English has no trouble coöpting or adapting words from other languages. If that word is a noun, we usually just drop an "s" or "es" on the end for plurals—regardless of how pluralization is done in the original language. But for some reason, this rule just does not follow with many Latin words. Vertebra becomes vertebrae; medium becomes media; curriculum becomes curricula; cactus becomes cacti. And yet bonus becomes bonuses and album becomes albums. Some are interchangeable; syllabus can be either syllabuses or syllabi. The more pedantic the speaker, the more likely they will use the later.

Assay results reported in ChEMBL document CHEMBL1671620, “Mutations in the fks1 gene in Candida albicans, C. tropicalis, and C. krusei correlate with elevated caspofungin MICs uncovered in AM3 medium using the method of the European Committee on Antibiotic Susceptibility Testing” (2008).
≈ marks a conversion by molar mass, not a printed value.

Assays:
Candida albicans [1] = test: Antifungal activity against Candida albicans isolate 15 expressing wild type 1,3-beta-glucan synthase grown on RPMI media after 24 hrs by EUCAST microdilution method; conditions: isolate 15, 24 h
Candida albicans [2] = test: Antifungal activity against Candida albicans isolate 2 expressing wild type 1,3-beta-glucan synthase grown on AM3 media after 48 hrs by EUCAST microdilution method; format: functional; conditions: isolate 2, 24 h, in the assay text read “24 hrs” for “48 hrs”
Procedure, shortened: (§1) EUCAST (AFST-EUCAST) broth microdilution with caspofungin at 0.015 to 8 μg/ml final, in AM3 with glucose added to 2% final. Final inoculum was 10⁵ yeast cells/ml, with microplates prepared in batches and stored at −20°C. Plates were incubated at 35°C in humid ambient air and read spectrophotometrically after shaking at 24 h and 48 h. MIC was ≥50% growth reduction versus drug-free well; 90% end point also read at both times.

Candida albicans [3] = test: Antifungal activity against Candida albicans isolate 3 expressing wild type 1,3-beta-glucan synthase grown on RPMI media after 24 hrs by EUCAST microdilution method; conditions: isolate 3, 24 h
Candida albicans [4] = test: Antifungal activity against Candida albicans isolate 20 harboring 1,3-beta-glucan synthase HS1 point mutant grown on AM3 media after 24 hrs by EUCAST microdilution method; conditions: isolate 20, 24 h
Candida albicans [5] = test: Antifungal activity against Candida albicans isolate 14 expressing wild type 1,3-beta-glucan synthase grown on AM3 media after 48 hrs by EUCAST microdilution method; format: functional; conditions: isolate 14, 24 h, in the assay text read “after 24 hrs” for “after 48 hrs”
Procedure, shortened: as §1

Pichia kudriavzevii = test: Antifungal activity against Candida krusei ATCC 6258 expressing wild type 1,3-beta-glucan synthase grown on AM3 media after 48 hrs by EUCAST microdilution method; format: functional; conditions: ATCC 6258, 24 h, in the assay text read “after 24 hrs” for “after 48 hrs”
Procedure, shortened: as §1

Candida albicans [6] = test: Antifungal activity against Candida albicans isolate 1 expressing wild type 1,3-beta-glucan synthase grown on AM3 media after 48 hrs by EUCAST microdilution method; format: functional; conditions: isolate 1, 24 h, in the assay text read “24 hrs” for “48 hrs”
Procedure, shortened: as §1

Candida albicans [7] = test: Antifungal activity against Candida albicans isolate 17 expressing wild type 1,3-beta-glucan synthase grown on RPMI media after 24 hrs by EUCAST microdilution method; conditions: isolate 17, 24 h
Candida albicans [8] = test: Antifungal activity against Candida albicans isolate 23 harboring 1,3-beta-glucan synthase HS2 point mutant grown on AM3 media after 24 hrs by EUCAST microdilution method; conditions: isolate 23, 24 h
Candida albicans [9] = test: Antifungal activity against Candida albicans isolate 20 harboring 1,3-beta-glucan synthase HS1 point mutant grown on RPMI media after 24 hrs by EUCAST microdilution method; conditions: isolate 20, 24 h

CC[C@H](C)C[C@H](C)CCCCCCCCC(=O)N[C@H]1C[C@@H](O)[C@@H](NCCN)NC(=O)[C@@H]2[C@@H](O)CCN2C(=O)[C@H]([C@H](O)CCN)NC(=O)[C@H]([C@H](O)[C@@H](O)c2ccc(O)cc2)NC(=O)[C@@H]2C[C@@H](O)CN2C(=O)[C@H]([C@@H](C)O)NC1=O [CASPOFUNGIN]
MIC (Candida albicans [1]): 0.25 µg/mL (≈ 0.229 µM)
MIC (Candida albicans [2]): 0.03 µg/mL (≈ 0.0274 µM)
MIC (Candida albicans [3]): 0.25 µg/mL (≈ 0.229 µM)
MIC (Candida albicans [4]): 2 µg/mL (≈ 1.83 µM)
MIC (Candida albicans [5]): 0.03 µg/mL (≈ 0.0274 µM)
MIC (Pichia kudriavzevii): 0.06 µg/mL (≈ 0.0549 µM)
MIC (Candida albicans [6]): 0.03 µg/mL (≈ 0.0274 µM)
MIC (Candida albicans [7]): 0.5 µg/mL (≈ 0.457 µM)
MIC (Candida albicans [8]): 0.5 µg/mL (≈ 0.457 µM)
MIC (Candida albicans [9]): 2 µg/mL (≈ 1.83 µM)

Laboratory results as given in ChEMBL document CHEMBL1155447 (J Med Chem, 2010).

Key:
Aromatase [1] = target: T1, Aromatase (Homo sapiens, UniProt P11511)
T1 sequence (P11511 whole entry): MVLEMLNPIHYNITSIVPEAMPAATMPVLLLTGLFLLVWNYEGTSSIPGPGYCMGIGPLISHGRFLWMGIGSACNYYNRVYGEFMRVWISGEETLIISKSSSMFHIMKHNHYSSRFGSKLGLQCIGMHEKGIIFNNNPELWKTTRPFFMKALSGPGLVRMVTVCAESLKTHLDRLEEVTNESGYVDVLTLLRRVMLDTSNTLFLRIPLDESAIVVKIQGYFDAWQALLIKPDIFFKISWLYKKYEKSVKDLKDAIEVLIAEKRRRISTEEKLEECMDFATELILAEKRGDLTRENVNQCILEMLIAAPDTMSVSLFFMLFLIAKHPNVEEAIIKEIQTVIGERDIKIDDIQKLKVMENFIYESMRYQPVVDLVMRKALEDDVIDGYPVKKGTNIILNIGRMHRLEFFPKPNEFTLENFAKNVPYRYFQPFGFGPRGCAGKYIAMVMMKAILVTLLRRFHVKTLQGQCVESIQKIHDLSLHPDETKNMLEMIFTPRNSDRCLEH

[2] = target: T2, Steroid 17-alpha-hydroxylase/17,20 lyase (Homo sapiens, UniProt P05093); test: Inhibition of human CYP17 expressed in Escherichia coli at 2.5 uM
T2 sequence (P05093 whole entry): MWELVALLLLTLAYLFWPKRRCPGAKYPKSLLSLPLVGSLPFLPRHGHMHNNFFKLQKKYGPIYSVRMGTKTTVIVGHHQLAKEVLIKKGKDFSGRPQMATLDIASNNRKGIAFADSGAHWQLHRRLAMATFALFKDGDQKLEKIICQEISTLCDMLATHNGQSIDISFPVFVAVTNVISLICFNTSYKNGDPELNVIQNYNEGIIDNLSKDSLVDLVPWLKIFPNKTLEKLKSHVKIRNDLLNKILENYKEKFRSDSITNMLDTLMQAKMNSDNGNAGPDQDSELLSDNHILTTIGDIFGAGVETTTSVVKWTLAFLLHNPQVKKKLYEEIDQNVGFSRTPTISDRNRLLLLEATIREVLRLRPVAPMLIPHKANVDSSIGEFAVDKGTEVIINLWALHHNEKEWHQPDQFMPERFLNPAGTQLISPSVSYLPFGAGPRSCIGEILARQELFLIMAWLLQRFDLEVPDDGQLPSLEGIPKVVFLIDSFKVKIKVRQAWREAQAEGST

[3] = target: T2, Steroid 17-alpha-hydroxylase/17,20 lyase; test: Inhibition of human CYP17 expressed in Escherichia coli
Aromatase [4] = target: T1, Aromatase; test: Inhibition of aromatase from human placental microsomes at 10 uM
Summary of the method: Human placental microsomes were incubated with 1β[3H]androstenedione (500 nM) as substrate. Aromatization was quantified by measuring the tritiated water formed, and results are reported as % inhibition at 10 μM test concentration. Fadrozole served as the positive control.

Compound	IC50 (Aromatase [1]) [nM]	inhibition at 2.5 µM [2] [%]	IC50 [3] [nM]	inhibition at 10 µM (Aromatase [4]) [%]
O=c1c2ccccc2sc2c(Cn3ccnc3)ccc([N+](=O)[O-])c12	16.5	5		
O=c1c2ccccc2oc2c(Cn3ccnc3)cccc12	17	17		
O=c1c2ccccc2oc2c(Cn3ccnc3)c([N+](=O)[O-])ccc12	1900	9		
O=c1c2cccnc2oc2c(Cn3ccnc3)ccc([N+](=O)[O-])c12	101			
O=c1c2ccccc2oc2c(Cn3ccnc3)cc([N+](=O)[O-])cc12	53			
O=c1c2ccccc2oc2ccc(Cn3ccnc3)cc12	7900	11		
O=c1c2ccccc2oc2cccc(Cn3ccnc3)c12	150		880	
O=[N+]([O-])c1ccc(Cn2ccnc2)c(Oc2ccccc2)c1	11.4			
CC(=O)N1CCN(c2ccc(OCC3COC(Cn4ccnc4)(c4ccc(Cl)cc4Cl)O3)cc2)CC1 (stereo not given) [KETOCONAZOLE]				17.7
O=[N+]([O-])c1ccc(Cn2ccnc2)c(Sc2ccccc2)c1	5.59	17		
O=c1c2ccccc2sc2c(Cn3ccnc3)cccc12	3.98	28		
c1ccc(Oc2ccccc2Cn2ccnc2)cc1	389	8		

It is capricious which words are usually pluralized according to English rules and which are pluralized using Latin words.
Anglicized words should use standard English pluralization. Why the exception for Latin? Some of these words are probably too late to Anglicize, but I am going to continue to refer to syllabuses and cactuses. But if you hear me refer to "the mainstream mediums," I am (probably) being ironic.
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